Project Hail Mary

Having read a glowing review of Andy Weir’s Project Hail Mary, and having liked the film The Martian, which is based on another Weir novel, I was curious and looked at the preview on Amazon last Friday. That preview was enough to seduce me to download the Kindle version and spend the rest of the day and a good bit of the night in gobbling up the book. What was so thrilling? Well, for one thing, the main character, one Ryland Grace, is stranded in space with no memory of how he got there. We get the story how he copes with his current situation interspersed with his returning memories, as flash backs.


The gradual revelation of the background kept me glued to my Kindle screen, but the unfolding events in Ryland’s present did the same – there are no slow parts to the novel, everything is fast-paced and plot-driven. I’m sure that this novel, like The Martian, would make an excellent sci-fi film. I don’t want to go into details, as that would spoil the novel if you haven’t read it yet. But now that I’ve read it, I’m also sure that I will revisit it whenever I feel like a reading a very engaging novel, anticipating my favourite moments in the story.

Although the novel is plot-driven and there isn’t really much character development, there are some very emotional scenes, which brought tears into my eyes, so it’s not only mechanical plot progression without feelings. At first, Ryland seem a little emotionally cold, but that’s due to his amnesiac state.

I really enjoyed the novel, despite the use of some plot devices I normally don’t care for but which, surprisingly in this case, didn’t reduce my enjoyment. I’m going to put those quibbles under the cut, because they are a bit spoilery. Don’t read on if you don’t want to be spoilered.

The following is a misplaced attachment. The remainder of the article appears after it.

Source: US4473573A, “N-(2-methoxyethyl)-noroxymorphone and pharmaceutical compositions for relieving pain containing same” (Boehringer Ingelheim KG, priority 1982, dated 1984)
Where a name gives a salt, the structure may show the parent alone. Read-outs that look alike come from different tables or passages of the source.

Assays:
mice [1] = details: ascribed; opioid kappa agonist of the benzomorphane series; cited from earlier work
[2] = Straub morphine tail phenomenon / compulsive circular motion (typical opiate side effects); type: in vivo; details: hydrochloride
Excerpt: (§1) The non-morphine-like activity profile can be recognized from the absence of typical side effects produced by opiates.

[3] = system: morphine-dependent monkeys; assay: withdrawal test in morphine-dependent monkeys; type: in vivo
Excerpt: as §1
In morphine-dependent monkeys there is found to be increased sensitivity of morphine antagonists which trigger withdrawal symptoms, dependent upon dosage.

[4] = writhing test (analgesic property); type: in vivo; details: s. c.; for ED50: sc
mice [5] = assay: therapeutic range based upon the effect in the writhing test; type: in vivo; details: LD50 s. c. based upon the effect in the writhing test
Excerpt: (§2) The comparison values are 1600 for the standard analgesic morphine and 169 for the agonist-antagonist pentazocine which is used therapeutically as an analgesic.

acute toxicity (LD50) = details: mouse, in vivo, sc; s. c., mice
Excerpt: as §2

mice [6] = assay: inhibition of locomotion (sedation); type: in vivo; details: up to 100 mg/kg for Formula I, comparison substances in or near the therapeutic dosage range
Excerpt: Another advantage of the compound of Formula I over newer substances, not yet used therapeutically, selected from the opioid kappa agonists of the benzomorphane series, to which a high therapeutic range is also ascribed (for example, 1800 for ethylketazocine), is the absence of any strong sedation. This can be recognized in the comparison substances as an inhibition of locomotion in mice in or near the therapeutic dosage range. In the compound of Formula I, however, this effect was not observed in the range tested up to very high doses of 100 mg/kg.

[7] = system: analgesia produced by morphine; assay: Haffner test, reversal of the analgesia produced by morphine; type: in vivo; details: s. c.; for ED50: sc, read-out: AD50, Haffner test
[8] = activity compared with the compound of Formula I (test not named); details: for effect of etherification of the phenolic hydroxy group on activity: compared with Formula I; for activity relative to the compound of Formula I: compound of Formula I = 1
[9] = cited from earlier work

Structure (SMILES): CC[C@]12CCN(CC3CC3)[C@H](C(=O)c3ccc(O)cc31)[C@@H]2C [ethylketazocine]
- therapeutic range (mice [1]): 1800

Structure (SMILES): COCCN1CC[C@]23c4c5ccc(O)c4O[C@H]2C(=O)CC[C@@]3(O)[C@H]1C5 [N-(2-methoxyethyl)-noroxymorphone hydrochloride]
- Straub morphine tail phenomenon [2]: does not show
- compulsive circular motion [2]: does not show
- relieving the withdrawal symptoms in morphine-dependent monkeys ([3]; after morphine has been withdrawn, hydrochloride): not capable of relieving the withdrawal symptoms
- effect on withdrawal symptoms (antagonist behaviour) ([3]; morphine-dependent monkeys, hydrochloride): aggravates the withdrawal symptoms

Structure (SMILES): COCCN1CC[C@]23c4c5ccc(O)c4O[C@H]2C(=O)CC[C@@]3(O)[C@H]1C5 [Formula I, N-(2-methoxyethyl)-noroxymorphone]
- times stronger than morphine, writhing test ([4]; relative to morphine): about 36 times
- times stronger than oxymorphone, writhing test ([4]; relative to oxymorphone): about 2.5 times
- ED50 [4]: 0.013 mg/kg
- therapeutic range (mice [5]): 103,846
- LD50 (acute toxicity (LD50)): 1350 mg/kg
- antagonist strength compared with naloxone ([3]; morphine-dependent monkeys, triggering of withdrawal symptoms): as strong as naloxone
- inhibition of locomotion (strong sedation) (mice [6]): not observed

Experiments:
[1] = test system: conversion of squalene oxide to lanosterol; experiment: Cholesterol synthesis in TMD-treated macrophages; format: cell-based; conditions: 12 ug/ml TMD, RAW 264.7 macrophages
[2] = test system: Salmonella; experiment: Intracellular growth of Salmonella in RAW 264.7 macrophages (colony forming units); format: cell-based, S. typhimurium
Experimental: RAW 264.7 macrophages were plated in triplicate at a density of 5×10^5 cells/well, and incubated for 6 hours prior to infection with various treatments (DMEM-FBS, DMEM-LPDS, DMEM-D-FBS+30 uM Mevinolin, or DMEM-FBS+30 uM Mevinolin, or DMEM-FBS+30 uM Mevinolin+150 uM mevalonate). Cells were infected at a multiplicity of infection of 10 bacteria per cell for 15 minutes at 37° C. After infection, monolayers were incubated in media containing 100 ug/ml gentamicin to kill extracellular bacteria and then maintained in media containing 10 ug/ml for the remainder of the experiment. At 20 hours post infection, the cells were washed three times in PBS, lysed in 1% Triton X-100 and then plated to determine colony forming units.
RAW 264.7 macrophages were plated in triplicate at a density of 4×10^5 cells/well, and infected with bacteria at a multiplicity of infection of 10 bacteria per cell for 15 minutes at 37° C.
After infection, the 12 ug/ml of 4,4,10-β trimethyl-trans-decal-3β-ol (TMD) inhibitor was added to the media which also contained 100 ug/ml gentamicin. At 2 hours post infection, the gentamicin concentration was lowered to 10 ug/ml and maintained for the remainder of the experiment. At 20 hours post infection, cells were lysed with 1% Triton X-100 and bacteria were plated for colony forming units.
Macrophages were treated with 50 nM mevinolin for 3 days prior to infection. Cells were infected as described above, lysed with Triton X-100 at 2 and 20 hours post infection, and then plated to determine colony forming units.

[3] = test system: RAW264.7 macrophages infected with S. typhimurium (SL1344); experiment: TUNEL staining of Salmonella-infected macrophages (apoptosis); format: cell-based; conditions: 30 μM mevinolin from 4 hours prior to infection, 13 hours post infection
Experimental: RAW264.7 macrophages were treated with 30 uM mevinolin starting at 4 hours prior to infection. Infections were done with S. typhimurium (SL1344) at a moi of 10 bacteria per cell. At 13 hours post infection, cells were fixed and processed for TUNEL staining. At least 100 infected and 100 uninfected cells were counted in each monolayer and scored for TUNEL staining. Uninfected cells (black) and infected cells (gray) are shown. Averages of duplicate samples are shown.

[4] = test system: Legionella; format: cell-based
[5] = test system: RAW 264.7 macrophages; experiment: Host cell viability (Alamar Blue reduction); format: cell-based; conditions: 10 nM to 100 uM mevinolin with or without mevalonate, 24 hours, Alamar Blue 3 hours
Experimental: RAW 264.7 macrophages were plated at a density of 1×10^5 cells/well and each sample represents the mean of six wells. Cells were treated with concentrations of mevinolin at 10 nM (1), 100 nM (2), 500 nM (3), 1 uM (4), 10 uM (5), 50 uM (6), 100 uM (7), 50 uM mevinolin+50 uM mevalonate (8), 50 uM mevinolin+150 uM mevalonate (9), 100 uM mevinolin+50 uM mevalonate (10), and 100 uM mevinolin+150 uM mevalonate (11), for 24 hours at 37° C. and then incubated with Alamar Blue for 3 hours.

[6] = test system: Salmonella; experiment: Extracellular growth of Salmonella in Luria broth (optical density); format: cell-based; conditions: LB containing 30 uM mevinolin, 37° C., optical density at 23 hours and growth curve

For one thing, the main character Ryland is an absolute genius who managed to deal with each problem thrown at him, even at the beginning when he was still suffering from amnesia (and if he couldn’t deal, the other being did – yep, there’s contact with aliens). There were a million instances where things could have gone south but didn’t. I guess that’s expected: who wants to read a space adventure that ends with the extinction of life on earth?

Another thing is that the novel contains tons of science, which Ryland tells or shows us, by describing or performing experiments. But then the science is super interesting (also due to the high stakes), so that isn’t a problem either in this case (in other sci-fi novels the science babble can sometime get to be a bit overpowering). Some (a lot) of the science is above my head but it did seem pretty plausible and supported the plot really well. One thing I loved was that the phenomenon that caused the whole situation was also a potential boon for humankind (if it could be contained and harnessed).

Then there’s the language situation: Ryland meets an alien that speaks (sings?) a kind of musical language. He uses a computer program to help him decipher the alien language. Basically, the two of them, Ryland and the alien Rocky, learn each other’s languages in about three weeks and then start doing science together. That seems unbelievably fast. But I’m super at suspending disbelief, so I can live with it. Having a music-based language is really interesting. Also, their developing friendship is very heart-warming. And: first contact story! One of my favourite tropes. Rocky reminds me just a tiny bit of the Horta in classic Star Trek (except for the arms).